?!DOCTYPE HTML PUBLIC "-//W3C//DTD HTML 4.01 Transitional//EN" > Senior Level Careers Part 2

Women Careers

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We interviewed 50 executives who have been successful in managing their careers in a world of short job tenure and long middle age. Most of them were CEOs or reported directly to CEOs. Success was defined as financial and emotional satisfaction with both consulting and employment phases of their professional lives. What have we learned?


In the last ten years of the 20th century, Economists like Robert Reich and popular business magazines like BUSINESS 2.0 began to write about Free Agent Nation: Under a free agent model, executives have careers that resemble professional sports stars. Free agents smoothly shifting from one major league team to another major league team through the work of third parties. In the sports and entertainment sectors, these third parties are called Agents. In the world of business, these people are called retained search executives.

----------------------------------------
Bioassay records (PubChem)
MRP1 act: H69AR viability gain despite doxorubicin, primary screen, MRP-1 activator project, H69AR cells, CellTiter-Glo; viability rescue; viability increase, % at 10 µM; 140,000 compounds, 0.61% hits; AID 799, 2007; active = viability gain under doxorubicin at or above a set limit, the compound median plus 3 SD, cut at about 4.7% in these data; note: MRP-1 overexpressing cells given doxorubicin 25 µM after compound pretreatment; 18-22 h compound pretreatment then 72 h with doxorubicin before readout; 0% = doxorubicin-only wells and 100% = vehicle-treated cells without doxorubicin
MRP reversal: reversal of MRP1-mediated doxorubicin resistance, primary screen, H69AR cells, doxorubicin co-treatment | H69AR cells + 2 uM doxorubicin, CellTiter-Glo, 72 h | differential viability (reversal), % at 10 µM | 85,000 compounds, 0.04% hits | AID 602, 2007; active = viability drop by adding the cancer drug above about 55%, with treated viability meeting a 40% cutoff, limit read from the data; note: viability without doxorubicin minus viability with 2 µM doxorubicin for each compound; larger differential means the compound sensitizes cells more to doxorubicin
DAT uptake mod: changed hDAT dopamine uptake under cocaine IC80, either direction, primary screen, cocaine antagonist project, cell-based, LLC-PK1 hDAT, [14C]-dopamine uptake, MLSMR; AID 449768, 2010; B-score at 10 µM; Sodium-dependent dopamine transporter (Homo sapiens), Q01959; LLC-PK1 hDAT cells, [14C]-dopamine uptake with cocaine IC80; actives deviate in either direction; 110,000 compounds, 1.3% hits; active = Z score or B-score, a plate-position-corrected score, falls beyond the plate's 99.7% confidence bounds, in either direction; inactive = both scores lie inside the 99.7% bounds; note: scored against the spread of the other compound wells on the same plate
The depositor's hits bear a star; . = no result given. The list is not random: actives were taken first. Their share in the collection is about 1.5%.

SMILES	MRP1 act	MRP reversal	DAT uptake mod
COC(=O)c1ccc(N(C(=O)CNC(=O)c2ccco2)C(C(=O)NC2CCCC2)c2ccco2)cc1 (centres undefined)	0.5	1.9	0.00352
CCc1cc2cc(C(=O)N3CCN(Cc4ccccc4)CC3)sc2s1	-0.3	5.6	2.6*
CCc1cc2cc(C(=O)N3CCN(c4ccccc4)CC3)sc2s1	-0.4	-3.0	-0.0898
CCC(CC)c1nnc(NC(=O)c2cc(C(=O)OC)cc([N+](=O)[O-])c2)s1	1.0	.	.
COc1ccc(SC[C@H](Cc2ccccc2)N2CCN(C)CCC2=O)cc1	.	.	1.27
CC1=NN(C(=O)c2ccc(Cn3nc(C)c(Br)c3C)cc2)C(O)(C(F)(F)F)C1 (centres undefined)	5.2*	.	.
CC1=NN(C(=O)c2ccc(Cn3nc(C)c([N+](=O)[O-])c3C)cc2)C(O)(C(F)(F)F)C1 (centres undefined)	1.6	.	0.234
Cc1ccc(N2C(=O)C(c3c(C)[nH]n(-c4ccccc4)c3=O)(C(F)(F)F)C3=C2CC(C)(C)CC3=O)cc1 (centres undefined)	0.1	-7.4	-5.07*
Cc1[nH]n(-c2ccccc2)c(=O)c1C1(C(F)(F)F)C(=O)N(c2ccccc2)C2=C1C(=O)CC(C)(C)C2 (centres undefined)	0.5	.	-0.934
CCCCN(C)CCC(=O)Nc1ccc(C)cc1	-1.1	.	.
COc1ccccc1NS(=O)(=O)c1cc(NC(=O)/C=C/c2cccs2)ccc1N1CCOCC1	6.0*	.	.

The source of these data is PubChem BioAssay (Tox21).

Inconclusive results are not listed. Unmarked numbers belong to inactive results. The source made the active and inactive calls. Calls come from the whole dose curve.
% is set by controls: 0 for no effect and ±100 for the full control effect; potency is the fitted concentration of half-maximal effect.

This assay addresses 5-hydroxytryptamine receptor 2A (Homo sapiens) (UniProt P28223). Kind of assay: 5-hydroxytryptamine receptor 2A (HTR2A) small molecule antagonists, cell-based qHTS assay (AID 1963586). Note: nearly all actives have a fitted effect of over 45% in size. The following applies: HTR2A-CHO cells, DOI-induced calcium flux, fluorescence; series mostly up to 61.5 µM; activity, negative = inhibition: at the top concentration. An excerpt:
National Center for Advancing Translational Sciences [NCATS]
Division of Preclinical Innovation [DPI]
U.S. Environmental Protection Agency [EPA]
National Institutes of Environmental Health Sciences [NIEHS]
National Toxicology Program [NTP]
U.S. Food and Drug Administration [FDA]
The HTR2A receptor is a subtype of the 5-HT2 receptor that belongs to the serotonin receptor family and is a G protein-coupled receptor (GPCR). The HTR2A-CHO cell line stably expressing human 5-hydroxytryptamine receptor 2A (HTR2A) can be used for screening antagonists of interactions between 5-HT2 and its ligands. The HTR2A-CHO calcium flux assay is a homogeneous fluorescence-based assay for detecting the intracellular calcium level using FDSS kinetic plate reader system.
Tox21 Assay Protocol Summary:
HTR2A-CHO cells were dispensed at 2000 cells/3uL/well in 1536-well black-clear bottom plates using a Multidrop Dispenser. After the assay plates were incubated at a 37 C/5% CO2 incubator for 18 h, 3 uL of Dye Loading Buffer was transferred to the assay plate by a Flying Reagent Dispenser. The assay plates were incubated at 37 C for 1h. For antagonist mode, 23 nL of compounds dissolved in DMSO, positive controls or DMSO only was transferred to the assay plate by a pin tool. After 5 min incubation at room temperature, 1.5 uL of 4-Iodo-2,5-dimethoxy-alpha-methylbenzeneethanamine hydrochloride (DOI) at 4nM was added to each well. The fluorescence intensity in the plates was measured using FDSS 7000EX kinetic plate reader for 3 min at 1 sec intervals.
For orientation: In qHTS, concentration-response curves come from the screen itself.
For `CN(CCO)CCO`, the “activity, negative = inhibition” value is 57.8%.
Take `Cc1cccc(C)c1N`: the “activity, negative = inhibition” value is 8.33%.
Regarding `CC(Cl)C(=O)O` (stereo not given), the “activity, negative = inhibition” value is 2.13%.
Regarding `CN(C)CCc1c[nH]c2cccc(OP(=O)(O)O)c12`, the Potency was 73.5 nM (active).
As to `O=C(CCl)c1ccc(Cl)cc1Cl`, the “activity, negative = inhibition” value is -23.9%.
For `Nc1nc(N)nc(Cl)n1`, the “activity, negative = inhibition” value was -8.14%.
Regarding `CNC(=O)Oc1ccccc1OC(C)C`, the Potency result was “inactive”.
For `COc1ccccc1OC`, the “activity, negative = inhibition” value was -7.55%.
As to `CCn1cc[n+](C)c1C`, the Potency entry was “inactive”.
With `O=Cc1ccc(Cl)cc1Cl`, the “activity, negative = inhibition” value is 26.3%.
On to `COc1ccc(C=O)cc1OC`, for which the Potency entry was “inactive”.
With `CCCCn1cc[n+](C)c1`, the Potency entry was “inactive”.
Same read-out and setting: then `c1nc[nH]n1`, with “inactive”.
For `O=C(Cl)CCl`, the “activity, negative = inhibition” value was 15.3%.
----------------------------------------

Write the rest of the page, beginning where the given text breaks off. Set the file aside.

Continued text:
Professional sports players represent an elite segment of the general population. And even within this elite group, only the top 10-15% of this elite can count on the Free Agent model to work in their favor.

What happens to the other 85 percent?

When their contracts with one major league team are not renewed, it is the beginning of the end of their professional sports career. It may also mean the start of a new profession. Even for the elite within the sports elite, Free Agency is true for only a limited time.

The concept is similar in business but it is not openly discussed.

Free Agency says that winners smoothly move from full time job to full time job with the help of recruiters. Senior Executives are an elite group within the business world. But within this world, Executive Recruiters prefer to work with what they call “A Players.?This is the elite within the elite. “A Players?have a performance record, a public reputation, and a chronological age that is desired by company clients. Even “A Players?will find recruiters will stop working for them when they reach a certain age.

What happens to the vast majority of executives, who are elite but are not A Players or are former A Players?

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